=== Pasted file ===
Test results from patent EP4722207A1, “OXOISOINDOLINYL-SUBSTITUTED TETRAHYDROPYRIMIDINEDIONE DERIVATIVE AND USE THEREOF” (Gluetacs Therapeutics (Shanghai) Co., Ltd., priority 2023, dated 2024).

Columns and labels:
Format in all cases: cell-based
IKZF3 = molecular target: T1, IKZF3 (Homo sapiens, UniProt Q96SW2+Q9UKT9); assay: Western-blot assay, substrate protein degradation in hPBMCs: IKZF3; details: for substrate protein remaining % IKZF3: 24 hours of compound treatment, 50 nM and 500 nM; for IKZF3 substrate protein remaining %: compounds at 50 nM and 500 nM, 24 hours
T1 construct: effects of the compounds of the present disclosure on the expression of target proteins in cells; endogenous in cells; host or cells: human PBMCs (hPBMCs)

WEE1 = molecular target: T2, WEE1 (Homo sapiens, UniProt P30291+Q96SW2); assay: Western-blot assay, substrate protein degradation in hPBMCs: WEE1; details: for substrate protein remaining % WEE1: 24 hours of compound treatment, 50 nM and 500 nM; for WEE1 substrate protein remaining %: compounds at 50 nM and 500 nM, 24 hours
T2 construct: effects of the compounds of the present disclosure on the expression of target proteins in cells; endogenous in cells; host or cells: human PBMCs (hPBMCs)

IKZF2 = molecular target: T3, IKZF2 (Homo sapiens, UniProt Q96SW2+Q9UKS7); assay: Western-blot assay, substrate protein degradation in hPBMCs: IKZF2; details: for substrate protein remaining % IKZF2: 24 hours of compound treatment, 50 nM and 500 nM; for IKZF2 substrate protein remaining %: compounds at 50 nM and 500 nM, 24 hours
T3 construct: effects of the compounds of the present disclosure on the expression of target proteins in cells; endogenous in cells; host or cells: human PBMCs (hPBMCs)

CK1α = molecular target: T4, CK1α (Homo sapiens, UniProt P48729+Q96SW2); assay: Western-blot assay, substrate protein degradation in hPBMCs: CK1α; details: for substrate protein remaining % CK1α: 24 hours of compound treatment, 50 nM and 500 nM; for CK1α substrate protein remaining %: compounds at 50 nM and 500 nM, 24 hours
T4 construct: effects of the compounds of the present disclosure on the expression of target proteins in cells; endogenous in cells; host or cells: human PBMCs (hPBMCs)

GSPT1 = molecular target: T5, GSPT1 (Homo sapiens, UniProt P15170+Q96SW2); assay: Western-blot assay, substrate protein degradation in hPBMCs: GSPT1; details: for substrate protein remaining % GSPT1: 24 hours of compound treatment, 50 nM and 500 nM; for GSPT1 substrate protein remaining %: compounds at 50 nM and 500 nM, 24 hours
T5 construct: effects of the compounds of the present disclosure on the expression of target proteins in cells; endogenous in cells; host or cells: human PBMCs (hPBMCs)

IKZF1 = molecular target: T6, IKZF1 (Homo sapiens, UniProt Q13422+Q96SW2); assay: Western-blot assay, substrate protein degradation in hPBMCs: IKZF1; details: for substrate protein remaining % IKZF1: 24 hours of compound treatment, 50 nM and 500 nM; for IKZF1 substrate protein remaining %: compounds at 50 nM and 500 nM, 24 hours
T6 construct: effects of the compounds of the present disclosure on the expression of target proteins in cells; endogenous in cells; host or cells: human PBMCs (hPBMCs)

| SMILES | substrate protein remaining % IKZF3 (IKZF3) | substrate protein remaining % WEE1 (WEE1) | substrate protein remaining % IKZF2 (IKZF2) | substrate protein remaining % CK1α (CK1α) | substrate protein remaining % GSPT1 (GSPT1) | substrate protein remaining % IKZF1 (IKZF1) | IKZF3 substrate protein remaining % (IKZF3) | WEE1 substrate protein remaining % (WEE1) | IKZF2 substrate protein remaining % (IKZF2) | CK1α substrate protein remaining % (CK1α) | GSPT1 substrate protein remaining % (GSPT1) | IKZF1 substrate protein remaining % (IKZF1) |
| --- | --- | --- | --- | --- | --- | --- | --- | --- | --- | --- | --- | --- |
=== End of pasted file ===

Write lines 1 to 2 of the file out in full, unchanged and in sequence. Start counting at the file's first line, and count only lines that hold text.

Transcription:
Test results from patent EP4722207A1, “OXOISOINDOLINYL-SUBSTITUTED TETRAHYDROPYRIMIDINEDIONE DERIVATIVE AND USE THEREOF” (Gluetacs Therapeutics (Shanghai) Co., Ltd., priority 2023, dated 2024).

Columns and labels: